The current economy has banks and other financial institutions taking a second – and sometimes a third look at loan applications. With the same token, many potential homeowners seem reluctant to take on the responsibility of a high mortgage payment. Though it is always a sad thing for property owners to loose their land, businesses, and often even their homes due to delinquent mortgages and unpaid taxes we see it happen everyday. What happens to these “distressed” properties? The government and financial institutions put them up for auction to the highest bidder. Some properties, especially those that have not drawn an abundance of attention, literally sell for next to nothing.
You often see commercials on television promising the public access to the “most up-to-date” foreclosure listings – for a nominal fee, of course. How many times have you listened to these commercials and wondered if they were for real? Yes, they are, but why would you pay for listings that are matters of public record and can be obtained for free? Finding these listings yourself may take a little more effort on your part, but will definitely pay off in the long run. The money you save will only make for a better deal on your new property.
When dealing with properties under distress due to tax liens you can begin as easily as making a phone call to your local tax office. Each municipality will have their own guidelines regarding access to these listings. Some may require you to visit the office in person while others property listings over the telephone or by fax. Many agencies now have websites that provide easier access to interested parties without the hassle of fielding phone calls. Be aware of the fact that property owners have the right to satisfy their debt right up to time of auction. Taxes can also be paid up to one year after the sale giving the owner the opportunity to reclaim property in the event that they obtain the means to cover the arrears.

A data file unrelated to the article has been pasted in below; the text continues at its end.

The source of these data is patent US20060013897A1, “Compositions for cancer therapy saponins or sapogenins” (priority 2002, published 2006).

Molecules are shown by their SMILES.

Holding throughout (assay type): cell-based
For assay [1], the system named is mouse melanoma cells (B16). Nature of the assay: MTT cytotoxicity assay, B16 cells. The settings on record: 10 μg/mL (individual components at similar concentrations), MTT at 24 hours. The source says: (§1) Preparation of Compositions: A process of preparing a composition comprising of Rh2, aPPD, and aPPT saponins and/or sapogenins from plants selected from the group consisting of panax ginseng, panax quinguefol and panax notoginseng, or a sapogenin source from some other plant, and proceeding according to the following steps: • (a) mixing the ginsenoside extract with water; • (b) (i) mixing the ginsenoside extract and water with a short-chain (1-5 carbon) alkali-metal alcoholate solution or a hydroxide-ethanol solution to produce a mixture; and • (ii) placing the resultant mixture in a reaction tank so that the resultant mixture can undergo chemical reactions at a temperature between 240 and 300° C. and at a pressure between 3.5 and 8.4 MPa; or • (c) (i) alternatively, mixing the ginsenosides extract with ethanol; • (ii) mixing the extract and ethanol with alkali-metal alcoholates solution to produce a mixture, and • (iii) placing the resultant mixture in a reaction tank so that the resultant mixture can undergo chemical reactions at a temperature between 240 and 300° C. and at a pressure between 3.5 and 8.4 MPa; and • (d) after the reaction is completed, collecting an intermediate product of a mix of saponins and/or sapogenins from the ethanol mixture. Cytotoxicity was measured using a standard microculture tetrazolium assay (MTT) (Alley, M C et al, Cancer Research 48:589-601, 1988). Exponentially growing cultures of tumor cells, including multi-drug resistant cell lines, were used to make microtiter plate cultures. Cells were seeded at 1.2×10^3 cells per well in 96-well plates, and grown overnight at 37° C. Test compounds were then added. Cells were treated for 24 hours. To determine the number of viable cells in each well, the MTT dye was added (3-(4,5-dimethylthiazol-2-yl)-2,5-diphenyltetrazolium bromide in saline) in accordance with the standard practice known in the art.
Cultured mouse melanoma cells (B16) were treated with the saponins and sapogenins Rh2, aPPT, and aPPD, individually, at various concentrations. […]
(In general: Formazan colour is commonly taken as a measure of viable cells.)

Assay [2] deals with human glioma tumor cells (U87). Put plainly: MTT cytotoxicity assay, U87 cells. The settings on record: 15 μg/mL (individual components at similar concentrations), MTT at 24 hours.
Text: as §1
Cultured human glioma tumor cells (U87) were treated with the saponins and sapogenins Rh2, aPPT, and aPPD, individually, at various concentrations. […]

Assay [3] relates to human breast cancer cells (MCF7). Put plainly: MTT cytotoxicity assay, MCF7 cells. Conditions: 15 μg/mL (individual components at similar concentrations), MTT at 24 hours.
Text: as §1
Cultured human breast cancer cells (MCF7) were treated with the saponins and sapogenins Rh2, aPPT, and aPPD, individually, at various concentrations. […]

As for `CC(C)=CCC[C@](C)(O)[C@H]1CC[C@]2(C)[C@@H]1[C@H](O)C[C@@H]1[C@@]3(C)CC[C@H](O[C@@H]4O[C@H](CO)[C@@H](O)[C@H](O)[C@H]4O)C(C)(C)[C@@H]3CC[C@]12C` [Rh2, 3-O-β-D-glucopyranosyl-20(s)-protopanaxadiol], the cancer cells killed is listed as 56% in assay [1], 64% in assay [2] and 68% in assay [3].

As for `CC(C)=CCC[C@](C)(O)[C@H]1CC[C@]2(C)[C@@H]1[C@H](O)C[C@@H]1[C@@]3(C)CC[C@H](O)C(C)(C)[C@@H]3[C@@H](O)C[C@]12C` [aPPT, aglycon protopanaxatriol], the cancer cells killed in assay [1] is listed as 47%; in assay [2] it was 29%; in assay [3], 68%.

Keep in mind that liens may be placed on property by other government agencies. Property seized in drug raids and other illegal activities could end up on the auction block as well. Agencies on local, state, and/or federal levels have the authority to assess liens. As in the case of tax debts, many of these other government listings can be found on the internet. Many agencies now utilize the services of websites such as www.govdeals.com to display their property listings on everything from old office furniture to vehicles seized in drug busts to real property. These websites not only allow agencies to display their listings to a wider audience, but give potential buyers access to a larger database of listings as well.
When considering property listings under foreclosure by financial institutions your best start may come from investing a few quarters in a local newspaper. Public notices will give you all the information you need on a foreclosure. You can find property descriptions and contact information on listings held by many different institutions all in the same place. Like government listings, bank listings are public record. Many times debts are actually satisfied prior to property actually going up for auction. On line classified ads such as those found at www.marketplacenwpa.com will allow you to view listings all around the Northwest Georgia-Northeast Alabama area.
Many lenders maintain their own website listing foreclosures. Government agencies, such as HUD, as well as private banks often publish full, real time listings on the web. One of the most important pieces of advice offered to individuals considering the purchase of foreclosed property is “Do your homework!” Whether you begin with a phone call to your local tax office or a property search at www.hud.gov/homes, be realistic. It never hurts to always keep in mind that “distressed properties” are just that. Some may not be in perfect condition and many will require the buyer at least some work before being “usable” property.